FAQ: everything you want to know about CBD
Everyone is talking about CBD, thanks to recent press coverage and the popularity of CBD supplements in the United States. But what is CBD, and could it be right for you?
What is CBD?
Cannabidiol (CBD) is a natural compound found in the leaves of the hemp plant, an annual, flowering herb that has been cultivated for thousands of years.
CBD oil is extracted from the hemp plant, a strain of hemp that was bred to produce useful fibres. It contains high levels of CBD, but low levels of the tetrahydrocannabinols (THC) that cause people to feel ‘high’.
CBD has now been approved as a medicine by several countries, including the United States, Sweden, and Canada. In the United Kingdom, it can be sold legally as a supplement, in smaller doses.
What are the benefits of CBD?
Dr Nicholas Shenker PhD FRCP, is a consultant rheumatologist at Addenbrooke’s Hospital in Cambridge and a member of the medical advisory board at Cambridge Nutraceuticals. He explains what we know about CBD:
‘More research is needed before we have a full picture of its benefits.’
‘At high [pharmaceutical] doses, CBD has been shown to have some potentially beneficial effects on neurological disorders, such as seizures and multiple sclerosis. It might also have an effect on arthritis, although most of the data comes from animal models and need to be confirmed. Because of its anti-inflammatory effects, some studies suggest that CBD could be useful for irritable bowel disease (IBD) treatment.’
‘At low doses, CBD has antioxidant and anti-inflammatory effects. An in vitro study done in rat cells showed that CBD was more effective than vitamin C and vitamin E as a neuroprotective antioxidant.’
How long does CBD last?
There is no definitive answer to this question. With many nutritional supplements, the strength and duration of any effects will depend on multiple factors including your metabolism and chosen delivery method.
You should follow the directions for use provided with your chosen CBD supplement – this should give you a good idea of how much to take, and how often.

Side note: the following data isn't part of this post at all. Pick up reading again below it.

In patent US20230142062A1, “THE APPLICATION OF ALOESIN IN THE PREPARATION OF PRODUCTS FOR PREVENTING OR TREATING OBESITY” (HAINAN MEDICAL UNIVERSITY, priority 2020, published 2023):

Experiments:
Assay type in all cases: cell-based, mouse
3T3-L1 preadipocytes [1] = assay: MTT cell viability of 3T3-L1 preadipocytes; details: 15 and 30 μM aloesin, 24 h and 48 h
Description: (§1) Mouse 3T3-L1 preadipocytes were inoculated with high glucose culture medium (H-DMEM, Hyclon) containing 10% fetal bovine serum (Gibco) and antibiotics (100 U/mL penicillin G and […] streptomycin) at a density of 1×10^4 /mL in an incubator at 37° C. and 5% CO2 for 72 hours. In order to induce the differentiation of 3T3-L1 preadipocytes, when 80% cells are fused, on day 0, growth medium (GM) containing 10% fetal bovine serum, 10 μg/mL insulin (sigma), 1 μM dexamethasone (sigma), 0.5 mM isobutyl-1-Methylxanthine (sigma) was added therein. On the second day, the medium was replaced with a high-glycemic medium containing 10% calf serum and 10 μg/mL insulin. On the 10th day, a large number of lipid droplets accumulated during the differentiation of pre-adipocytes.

Is CBD oil safe?
We know that CBD is well tolerated by humans even in high doses (1,500mg per day), is non-toxic, and is regarded as safe for human consumption. CBD is not addictive.
Research is ongoing, but scientific studies have shown that it can cause some low-risk side effects in a small percentage of people when administered in very high (pharmacological) doses.
You should purchase your CBD supplement from a reputable supplier, to ensure that it is safe and legal.
As always, you should follow the directions for use provided with your chosen CBD supplement, and tell your doctor about any supplements you are taking. You should also consult your doctor before taking CBD if you are pregnant, breastfeeding, taking any medication or are under medical supervision.
Is CBD oil legal?
CBD supplements are legal in the UK if they meet certain criteria. If you live abroad, you should check your local laws before purchasing CBD.
Click here to find out more about CBD and the law.
Will CBD make me feel high?
The UK government has stipulated that to sell CBD products, the manufacturer must ensure that the THC content of the product is lower than 0.2%.
THC is the compound found in some varieties of hemp, that causes the ‘high’. A supplement that meets legal requirements will have only trace amounts of THC, and will not create any psychoactive effects.
How does CBD affect the body?
Cannabinoids like CBD interact with the endocannabinoid system, an internal system involved in the homeostasis (equilibrium) of the body.
Receptors for this system are found throughout your body, which already produces its own cannabinoids. CBD acts on these receptors to produce a number of different effects.
Dr Nicholas Shenker, a member of the medical advisory board at Cambridge Nutraceuticals, explains:
‘It is not yet clear what the molecular targets of CBD are, but research data suggest that CBD might take effect through the activation of serotonin receptors, deactivation of TRPV1 receptors (involved in anxiety), and modulation of TRP channels (involved in pain). However, this data comes mainly from in vitro and in vivo studies, and more studies are needed to fully understand CBD’s mechanism of action.’
Click here to find out more about why people try CBD oil.
How should I take CBD?
CBD is usually mixed with something else, such as hemp oil – this makes it easier for your body to absorb the CBD, and also contains useful omega-3 and omega-6 fatty acids.
It is sold in several different delivery methods, including capsules, drops, oral sprays and topical creams.
Each delivery method has different advantages: for example, capsules ensure you get the same dose every time, while sprays or droppers may take effect more quickly.